New Year resolutions are like picking a petal off of a flower, one at a time as we verbalise, I will do it, will do it, not. The object of this old French game, more often played by women during courtship, is to try and re-affirm a pre-existing belief they are loved, or they behave as if it will happen. The last petal picked being the final outcome He loves me or he loves me not. I wonder how many young girls played this when they were young. I think I did, it seems so long ago, the last petal was probably a not.
If we are honest, no matter how much we try to convince ourselves, in reality, the probability of New Year’s resolutions being achieved is minimal. Every year we euphorically make resolutions as dawn breaks into a new year. It has been recorded that in Australia in 2022, over 70 per cent of men and women set at least one new year resolution.
Research says, that we all need to have objectives, things to strive for, and targets to achieve, and I fully support the concept. I appreciate that New Year resolutions work well for some, but not all. According to US Clinical Psychologist John Duffy PhD, “most of us have a natural bent toward self-improvement and even though the New Year is an arbitrary date, it gives us time and a goal date to prepare for the change, to fire up for the shifts we plan to make”.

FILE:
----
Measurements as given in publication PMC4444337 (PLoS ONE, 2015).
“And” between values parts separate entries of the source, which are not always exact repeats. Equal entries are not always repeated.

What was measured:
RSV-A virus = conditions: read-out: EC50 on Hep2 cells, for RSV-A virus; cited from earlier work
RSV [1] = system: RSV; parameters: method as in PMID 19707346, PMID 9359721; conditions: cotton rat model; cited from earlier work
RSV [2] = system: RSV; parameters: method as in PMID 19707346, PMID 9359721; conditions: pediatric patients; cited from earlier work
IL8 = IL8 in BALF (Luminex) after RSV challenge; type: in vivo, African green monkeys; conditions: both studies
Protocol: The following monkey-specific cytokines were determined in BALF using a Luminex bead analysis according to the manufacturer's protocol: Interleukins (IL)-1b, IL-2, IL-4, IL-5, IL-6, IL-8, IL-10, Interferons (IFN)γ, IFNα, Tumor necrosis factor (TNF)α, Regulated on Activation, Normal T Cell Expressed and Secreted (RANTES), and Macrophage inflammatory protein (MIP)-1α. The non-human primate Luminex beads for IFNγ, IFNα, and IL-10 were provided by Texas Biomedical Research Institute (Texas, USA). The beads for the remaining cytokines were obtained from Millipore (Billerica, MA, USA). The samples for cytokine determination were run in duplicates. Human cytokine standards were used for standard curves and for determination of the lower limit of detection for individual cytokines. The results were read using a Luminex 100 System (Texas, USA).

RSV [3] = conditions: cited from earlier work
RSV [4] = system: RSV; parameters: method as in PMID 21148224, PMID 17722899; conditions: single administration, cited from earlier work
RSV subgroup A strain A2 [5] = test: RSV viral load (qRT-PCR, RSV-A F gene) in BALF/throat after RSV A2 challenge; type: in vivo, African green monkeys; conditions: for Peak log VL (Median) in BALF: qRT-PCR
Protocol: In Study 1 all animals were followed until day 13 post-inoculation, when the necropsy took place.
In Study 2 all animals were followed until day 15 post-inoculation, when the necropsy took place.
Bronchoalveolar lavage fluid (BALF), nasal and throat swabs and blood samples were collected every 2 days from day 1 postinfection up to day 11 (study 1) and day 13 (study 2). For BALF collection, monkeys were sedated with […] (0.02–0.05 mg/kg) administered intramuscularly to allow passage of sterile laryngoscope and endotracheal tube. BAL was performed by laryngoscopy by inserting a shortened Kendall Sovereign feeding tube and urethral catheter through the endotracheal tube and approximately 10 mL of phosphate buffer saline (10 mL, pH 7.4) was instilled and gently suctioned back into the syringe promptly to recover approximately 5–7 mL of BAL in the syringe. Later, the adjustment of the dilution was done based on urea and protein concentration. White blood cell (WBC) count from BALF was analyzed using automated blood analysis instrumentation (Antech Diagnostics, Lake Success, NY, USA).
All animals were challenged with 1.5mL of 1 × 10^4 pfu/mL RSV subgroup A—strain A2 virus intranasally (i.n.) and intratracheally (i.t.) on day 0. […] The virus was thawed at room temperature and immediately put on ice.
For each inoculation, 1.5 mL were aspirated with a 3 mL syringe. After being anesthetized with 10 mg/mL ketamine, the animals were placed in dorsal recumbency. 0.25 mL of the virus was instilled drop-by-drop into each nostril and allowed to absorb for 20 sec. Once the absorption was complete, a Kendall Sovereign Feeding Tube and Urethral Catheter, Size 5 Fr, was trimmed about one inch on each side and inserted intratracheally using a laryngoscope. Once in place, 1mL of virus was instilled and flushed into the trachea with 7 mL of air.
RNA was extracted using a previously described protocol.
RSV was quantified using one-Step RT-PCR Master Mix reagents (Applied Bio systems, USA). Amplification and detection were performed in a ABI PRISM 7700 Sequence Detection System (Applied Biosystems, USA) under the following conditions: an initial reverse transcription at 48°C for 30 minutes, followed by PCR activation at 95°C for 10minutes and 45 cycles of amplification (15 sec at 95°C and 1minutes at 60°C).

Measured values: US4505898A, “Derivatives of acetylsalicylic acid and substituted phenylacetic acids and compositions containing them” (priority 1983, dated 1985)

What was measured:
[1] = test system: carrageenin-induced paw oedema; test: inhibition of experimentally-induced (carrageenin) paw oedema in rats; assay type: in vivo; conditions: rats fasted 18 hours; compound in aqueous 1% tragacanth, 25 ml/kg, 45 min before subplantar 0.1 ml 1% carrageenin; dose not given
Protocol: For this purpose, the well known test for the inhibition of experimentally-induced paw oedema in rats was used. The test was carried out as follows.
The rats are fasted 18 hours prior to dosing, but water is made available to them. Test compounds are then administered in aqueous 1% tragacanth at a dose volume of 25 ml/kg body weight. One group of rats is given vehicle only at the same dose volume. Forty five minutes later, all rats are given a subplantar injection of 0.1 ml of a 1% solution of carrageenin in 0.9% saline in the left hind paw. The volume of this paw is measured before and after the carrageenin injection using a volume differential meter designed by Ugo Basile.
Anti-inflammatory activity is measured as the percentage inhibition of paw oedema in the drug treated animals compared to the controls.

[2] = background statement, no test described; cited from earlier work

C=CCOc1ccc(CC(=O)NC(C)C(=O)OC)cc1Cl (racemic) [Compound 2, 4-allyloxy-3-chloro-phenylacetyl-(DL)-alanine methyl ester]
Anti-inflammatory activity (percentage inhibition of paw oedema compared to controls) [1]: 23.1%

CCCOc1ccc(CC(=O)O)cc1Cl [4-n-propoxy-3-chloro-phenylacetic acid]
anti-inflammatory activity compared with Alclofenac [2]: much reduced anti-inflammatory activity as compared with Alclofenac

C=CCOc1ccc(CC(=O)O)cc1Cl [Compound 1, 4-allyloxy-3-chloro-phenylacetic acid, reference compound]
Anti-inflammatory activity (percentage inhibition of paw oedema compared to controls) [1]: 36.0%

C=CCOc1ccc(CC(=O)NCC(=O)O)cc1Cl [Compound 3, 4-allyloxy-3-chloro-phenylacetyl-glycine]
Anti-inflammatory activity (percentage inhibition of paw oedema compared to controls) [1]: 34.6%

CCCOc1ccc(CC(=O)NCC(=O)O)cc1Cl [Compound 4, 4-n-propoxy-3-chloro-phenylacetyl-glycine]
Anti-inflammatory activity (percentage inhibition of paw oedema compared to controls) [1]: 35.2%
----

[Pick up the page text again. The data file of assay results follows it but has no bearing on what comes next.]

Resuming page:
But things happen. It was found that over 90 per cent of New Year resolutions will be abandoned within just a few months. I understand why. By the time February and the post-holiday routine kicks in, our hand-on-heart commitment begins to fall apart like an environmentally friendly plastic bag tucked away in a cupboard for too long.
So, a few years ago I changed my habits and decided why wait for a new year to begin resolutions that may not eventuate? Why not just do it now and set myself targets and objectives that are manageable throughout the year and reduce the pressure on myself? And that’s what I’ve been doing. I don’t have New Year resolutions, just resolutions or simply an ongoing list of tasks to achieve over a period of time.
I replaced my New Year resolutions, with my trusty MS Excel spreadsheet, which is an ongoing WIP (Work In Progress), and it works perfectly, no stress.
The secret is to write everything down and keep it simple. Format a written document whether it be a computer spreadsheet or simply a dedicated notebook with handwritten columns and headings. The great thing is you just keep adding to it.
My seven columns and headings include the ability to Sort the subject matter as necessary; Task/Topic, Subtopic, Task Description, Priority, Planned Completion Date, Comments & Progress and most importantly Status. The Status column has conditional formatting that changes colour depending on Yes, No or if a WIP.
For a handwritten document, I would retain the same headings and use colour highlighters for the Status. Unfortunately, you are unable to Sort the columns this way but it would still work.
I have needed to take into account the following factors as circumstances can change:
So, when a New Year begins I say to myself, “ahh I have my trusty spreadsheet”. No more broken promises nor guilt-ridden failures.
Happy New Year!